Dindo Donato


Dindo Donato







               Collegial rule promotes “good governance” because it provides for proficiency, integrity and accountability in making and implementing policies and programs of government.


               Firstly, collegial rule by its inherent nature harnesses Collegial wisdom. It extrapolates to a higher level the idiom “two heads are better than one.” [PROFICIENCY]


               Secondly, collegial rule impedes graft and corruption because its group-based mechanism necessarily requires the disclosure of material information to many individuals. As human experience shows, “corruption thrives in secrecy, and withers in the light.” [INTEGRITY]


               Thirdly, collegial rulestrengthens accountability because it separates the “exercise of power” from the “ultimate hold on power.” As political reality shows, the individual with delegated authority to exercise executive power, routinely defers to the Collegial will of the assembly of elected representatives, because this body holds the ultimate authority to hire-and-fire him. [ACCOUNTABILITY]


    Collegial rule also promotes consensus building, because it pre-supposes or necessarily requires the support of a majority to gain and retain political power. On the other hand, one-man rule may promote authoritarianism, because power may be gained by mere plurality of votes (i.e. a minority vote vis-à-vis the total votes), and may be retained despite overwhelming opposition, because the usual remedies for removal are either ineffective or impossible.


    Collegial rule by majority vote in Collegial decision making, is the standard in a parliamentary system (at the national level) and in a council type system (at the local level). It is the opposite of one-man rule by an individual decision maker, which is the virtual standard in a presidential system (at the national level) and in a mayor type system (at the local level).


               Following the American presidential system with separation of powers, the single individual who becomes president and assumes one-man rule, takes full control of the entire executive branch; appoints all the justices and judges of the judicial branch; enjoys immunity or cannot be sued while in office; and cannot be removed from office, except by impeachment (i.e. an ineffective legal remedy) or people’s power (i.e. a practical impossibility). This is the sad and sorry state of politics in the Philippines which undoubtedly needs to be revisited, re-examined and restructured.


    On the other hand, in the British parliamentary system that adopts collegial rule, the political branches of the executive and the legislature are merged, but leaves separate and independent the non-political branch of the judiciary. Accordingly, an effective mechanism for checks-and-balances is retained, notwithstanding the merger of executive and legislative branches of government. This is a working system of government, where some (not necessarily all) features may be considered and adopted by the Philippines.


               Collegial rule weakens the control or influence of the oligarchs and the family dynasties over the government, by dispersing the ultimate power of control from one individual to an assembly of elected representatives. At the same time, it strengthens the government vis-a-vis the powerful vested interests, by consolidating the law-making and law-execution powers in the assembly of representatives.


    Furthermore, collegial rule diminishes the natural advantage of “rich and famous” candidates over competent but underfunded and unknown candidates, through “voting by district” in multiple small constituencies, instead of “voting at large” in one big constituency. Notably, a manipulative mass media is less effective in small constituencies, because here the voter has greater chances of knowing the real qualities of the candidate.[i]Moreover, the selection process involving multiple small constituencies requires a substantially lower number of votes to win the post of chief executive.[ii]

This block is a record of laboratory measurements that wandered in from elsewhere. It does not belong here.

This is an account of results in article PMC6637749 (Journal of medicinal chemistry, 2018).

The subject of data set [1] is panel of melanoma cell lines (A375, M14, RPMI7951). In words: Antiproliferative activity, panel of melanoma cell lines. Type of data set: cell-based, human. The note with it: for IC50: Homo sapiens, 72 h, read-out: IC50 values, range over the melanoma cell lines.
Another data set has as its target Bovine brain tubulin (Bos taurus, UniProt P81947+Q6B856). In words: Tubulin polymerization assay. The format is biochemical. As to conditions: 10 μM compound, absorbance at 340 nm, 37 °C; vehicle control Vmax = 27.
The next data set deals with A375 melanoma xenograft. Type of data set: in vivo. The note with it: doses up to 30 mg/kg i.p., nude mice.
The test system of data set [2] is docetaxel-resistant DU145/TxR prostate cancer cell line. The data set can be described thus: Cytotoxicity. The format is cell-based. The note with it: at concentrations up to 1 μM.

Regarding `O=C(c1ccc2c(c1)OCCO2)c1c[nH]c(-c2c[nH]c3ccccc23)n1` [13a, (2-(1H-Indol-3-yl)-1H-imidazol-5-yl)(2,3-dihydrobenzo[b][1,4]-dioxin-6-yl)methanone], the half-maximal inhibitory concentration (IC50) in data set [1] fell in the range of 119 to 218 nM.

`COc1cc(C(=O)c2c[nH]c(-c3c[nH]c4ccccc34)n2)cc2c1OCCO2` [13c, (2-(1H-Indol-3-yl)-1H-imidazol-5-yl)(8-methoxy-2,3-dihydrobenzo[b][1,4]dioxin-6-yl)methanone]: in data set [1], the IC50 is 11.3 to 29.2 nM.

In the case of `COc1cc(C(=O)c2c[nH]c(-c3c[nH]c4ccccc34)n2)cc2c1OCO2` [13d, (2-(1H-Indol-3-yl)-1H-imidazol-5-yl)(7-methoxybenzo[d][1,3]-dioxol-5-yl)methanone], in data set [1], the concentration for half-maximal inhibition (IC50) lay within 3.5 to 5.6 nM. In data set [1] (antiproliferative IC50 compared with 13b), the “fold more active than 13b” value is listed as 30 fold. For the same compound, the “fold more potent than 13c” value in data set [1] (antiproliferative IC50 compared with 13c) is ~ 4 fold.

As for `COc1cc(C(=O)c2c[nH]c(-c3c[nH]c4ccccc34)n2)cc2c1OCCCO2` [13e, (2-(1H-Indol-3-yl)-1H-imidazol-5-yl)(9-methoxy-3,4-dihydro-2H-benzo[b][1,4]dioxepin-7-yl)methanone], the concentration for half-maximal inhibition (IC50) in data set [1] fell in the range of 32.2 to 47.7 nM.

Finally, collegial rule makes the chief executive more readily removable for acts or omissions involving fault or negligence, through a mere vote of “loss of confidence” in the assembly of elected representatives, rather than through an impeachment trial, administrative proceeding or criminal prosecution.


    Does collegial rule have any known disadvantage or systemic weakness? Yes, it does. The mechanism to easily hire-and-fire the chief executive may cause instability. Can this be avoided? Yes, it can.


    Since the chief executive is ordinarily removable at any time by majority vote of the members of the elective assembly for mere loss of confidence, there can be frequent changes in political leaders over short durations like every few months or years. Changes in political leaders usually involve changes in policy. This results in the unpredictability of government that eventually hampers business and economic activity.


    Nonetheless, this systemic weakness may be addressed by modifying the mechanism to hire-and-fire the chief executive. The modified method can make it easy to “hire” the chief executive (such as by simple majority vote), but at the same time, difficult to “fire” him (such as by qualified 2/3 majority vote). Once elected, the chief executive may then hold the position until the expiration or termination of his membership in the elective assembly, or until he is earlier removed from office by higher or qualified majority vote.


               Accordingly, by modifying the method to hire-and-fire the chief executive, the people may enjoy the benefits of collegial rule, without the disadvantage of political instability.




    This material was written ex-gratia by Demosthenes B. Donato

    for Tanggulang Demokrasya (Tan Dem), Inc.

    All intellectual property rights are granted to the public domain.

    10 May 2021. Makati City, Philippines.



     Disclaimer: The views and opinions expressed in this material are those of the author

    and do not necessarily reflect the official policy or position of TanDem.


    [i]The electoral process for public officials needs to be designed in a manner that is immune from any deliberate manipulation of public opinion by mass media, considering that many television stations, radio stations, broadsheets, tabloids and online news sites, are by common knowledge owned or influenced by the oligarchs and the family dynasties.


    [ii]For example, in a state with 10,000,000 voters and only 2 candidates, a candidate needs 5,000,000 + 1 votes to win as president (chief executive), assuming that all voters vote in a “presidential system” with direct voting. On the other hand, in a “parliamentary system” assuming 100 districts with 100,000 voters per district, the party of a candidate for prime minister (chief executive) needs to win only 51 seats in the parliament (national assembly). This would be 2,550,000 + 51 (or 50,000 + 1 per district) or total of 2,550,051 votes only, assuming all voters in all districts vote.